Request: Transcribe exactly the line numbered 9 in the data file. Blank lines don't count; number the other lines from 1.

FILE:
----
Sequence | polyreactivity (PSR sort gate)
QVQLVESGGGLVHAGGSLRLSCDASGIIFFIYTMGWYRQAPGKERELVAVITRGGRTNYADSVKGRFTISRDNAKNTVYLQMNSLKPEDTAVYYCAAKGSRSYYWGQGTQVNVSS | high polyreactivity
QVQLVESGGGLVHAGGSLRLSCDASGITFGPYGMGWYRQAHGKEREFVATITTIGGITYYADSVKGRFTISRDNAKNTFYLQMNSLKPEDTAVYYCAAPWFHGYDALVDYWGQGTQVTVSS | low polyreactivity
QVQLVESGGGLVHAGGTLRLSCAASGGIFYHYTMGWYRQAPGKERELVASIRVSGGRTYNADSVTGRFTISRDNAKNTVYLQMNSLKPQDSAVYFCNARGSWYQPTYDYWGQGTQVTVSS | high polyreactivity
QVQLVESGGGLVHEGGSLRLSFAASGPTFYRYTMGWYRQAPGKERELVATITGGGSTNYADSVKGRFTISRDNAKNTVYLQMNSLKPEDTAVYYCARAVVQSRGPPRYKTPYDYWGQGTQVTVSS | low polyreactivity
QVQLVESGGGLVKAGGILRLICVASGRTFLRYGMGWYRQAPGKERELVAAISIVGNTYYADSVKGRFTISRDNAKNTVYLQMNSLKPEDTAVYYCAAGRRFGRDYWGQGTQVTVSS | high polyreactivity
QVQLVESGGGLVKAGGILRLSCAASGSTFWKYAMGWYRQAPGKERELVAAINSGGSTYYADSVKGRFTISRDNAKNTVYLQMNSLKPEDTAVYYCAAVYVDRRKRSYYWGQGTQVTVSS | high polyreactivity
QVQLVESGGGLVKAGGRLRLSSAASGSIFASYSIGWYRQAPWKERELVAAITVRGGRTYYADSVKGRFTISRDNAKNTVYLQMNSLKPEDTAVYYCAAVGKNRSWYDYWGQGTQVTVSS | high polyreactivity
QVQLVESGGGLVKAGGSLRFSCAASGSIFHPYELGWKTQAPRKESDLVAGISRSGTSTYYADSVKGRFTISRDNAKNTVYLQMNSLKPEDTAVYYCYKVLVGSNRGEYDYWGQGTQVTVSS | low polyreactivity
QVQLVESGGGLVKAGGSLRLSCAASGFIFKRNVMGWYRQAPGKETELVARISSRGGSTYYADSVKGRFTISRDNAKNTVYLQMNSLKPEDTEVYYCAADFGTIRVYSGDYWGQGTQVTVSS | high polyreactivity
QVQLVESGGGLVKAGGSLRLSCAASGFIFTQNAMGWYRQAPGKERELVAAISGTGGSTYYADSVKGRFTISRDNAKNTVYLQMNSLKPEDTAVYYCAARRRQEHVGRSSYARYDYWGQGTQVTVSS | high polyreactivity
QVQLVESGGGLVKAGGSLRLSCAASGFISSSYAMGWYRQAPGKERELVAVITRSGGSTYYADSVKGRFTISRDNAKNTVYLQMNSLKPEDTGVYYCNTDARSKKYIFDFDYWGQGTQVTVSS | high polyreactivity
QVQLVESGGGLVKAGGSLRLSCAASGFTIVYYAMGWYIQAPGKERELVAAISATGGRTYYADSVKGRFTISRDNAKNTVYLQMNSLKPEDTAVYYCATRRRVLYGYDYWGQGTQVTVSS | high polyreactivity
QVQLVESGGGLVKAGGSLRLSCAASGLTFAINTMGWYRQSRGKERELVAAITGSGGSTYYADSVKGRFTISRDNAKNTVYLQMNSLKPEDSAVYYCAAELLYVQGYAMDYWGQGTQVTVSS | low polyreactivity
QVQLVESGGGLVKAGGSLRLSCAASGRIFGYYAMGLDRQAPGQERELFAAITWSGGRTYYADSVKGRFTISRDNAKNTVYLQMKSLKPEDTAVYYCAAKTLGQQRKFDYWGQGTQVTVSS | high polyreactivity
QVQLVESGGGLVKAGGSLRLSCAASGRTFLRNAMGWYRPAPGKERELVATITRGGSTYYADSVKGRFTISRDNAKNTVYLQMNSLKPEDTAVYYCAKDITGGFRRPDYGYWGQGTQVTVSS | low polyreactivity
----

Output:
QVQLVESGGGLVKAGGSLRFSCAASGSIFHPYELGWKTQAPRKESDLVAGISRSGTSTYYADSVKGRFTISRDNAKNTVYLQMNSLKPEDTAVYYCYKVLVGSNRGEYDYWGQGTQVTVSS | low polyreactivity